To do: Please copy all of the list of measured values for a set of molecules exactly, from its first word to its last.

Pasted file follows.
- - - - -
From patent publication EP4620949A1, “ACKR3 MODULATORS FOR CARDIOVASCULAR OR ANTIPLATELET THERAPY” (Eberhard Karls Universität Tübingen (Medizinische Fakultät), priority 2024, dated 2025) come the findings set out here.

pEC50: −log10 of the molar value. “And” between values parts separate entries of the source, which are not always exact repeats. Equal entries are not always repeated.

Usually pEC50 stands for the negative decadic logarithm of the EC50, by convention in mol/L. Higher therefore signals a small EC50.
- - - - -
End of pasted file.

From patent publication EP4620949A1, “ACKR3 MODULATORS FOR CARDIOVASCULAR OR ANTIPLATELET THERAPY” (Eberhard Karls Universität Tübingen (Medizinische Fakultät), priority 2024, dated 2025) come the findings set out here.

pEC50: −log10 of the molar value. “And” between values parts separate entries of the source, which are not always exact repeats. Equal entries are not always repeated.

Usually pEC50 stands for the negative decadic logarithm of the EC50, by convention in mol/L. Higher therefore signals a small EC50.